In short: NO. Grief is not the same for everyone who goes through it. Grief is unique to every Griever. There is no predictable pattern that grief follows from person to person.
Each Grievers’ loss is different because each person going through loss is different:
- they have different relationships with the people they lose,
- they come from different traditions that approach death in varying ways,
- they are living different lives,
- they handle crises differently,
- they handle stress differently than others,
- they have varying coping mechanisms,
- and loved ones die in different ways.
For Grief Supporters, it is important to honor and respect that grief is a unique experience for each Griever. Avoid telling Grievers that you know exactly what they are going through because you have had friends who have lost mothers, fathers, siblings. This doesn’t mean anything except that you know people who have lost loved ones and nothing more. Grievers know people who have lost parents and other family members as well, but again, the circumstances are different from experience to experience.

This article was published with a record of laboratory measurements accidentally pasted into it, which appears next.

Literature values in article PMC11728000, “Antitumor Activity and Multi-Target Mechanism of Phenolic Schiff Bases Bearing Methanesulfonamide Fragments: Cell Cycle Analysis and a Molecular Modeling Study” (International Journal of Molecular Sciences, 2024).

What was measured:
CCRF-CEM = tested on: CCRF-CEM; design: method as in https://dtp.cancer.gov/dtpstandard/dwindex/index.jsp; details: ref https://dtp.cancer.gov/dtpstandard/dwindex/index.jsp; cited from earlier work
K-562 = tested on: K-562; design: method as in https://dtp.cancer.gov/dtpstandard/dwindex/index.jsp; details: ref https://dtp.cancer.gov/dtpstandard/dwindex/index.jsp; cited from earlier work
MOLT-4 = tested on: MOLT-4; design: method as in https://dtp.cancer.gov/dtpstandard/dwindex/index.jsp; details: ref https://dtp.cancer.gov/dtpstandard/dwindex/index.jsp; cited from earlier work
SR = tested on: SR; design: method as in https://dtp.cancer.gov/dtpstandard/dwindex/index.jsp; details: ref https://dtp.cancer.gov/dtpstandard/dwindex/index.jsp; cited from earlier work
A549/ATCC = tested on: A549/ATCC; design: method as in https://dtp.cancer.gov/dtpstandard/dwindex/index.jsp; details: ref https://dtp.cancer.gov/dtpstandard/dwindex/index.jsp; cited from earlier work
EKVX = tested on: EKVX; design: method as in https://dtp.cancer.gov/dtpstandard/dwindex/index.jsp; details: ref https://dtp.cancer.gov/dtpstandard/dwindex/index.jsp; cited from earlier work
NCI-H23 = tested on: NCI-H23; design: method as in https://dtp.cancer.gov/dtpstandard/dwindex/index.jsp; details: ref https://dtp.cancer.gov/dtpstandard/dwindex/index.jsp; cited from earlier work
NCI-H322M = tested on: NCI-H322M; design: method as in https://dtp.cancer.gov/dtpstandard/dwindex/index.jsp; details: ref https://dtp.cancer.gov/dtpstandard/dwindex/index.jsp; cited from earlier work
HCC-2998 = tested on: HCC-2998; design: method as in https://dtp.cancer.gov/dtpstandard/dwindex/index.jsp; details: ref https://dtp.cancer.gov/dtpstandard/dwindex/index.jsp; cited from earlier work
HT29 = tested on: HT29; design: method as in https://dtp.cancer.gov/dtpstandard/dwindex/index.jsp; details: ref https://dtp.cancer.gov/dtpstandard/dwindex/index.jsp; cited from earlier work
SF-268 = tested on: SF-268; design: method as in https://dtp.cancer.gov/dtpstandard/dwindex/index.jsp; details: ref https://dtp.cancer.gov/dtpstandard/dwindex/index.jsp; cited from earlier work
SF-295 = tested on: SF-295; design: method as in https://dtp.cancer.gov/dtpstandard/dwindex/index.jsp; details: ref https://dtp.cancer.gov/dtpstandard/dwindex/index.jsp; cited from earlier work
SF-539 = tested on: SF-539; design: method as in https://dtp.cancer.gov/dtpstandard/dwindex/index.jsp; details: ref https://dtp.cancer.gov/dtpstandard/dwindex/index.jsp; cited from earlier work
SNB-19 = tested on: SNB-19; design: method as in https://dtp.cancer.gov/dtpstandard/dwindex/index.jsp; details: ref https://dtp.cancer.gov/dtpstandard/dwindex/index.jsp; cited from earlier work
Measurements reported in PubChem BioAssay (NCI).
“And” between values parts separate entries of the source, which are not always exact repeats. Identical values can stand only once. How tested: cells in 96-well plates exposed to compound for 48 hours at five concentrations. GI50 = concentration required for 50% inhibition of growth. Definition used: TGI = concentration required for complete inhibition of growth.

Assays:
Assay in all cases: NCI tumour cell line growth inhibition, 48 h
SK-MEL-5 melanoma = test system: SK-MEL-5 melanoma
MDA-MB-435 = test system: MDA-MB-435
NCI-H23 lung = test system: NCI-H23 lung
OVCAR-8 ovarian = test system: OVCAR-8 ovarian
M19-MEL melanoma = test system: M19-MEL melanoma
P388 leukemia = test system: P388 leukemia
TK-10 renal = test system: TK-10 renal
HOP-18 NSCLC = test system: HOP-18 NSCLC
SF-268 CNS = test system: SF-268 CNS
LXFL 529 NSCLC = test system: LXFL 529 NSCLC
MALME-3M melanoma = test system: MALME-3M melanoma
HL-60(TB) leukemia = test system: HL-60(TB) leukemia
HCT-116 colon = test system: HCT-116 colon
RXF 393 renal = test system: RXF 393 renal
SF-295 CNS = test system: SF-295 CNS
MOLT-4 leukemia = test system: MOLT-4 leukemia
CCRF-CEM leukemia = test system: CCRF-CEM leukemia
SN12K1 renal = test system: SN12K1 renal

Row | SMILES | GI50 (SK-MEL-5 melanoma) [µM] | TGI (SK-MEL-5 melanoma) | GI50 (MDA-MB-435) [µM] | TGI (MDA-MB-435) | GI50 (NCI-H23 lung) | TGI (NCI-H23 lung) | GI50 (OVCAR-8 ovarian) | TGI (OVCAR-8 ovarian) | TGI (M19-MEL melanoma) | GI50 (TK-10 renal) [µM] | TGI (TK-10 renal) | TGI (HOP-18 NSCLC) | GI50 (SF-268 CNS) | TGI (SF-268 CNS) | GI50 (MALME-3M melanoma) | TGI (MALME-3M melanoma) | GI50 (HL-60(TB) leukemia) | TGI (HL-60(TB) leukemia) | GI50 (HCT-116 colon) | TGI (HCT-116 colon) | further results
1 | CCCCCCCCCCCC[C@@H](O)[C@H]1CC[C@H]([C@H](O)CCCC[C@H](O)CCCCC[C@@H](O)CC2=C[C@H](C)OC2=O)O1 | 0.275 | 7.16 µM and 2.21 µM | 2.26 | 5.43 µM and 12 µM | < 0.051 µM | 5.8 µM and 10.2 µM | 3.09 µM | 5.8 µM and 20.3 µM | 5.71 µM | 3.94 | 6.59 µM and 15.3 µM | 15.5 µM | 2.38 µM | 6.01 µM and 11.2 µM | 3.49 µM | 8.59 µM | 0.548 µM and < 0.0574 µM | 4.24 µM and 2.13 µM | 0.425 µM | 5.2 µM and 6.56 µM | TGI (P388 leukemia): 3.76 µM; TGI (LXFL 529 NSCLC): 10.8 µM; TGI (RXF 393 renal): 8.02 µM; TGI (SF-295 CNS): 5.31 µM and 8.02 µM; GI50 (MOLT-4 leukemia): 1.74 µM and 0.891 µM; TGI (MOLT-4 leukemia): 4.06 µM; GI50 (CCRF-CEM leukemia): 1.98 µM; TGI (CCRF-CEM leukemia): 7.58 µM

This advice also applies to Grievers as well: just because you lost a parent, for example, does not mean you know how a friend is going to react to the loss of their parent.
In his book This Thing Called Grief, Thomas M. Ellis writes,
“Beware the ‘grief expert.’ The only expert on grief is the person experiencing a particular loss at a particular time. You.”
Remembering that grief is unique can save a lot of friendships from arguments about who knows more about grief: the person who just lost someone or the person who knows people who lost someone.
My honest advice: seek support from people who have actually lost someone, skip the middle-grievers. Experienced Grievers have been exposed to difficulties, have struggled with unsupportive Grief Supporters, and, in my experience, were less critical of the grieving process compared to those who assumed the “grief expert” role.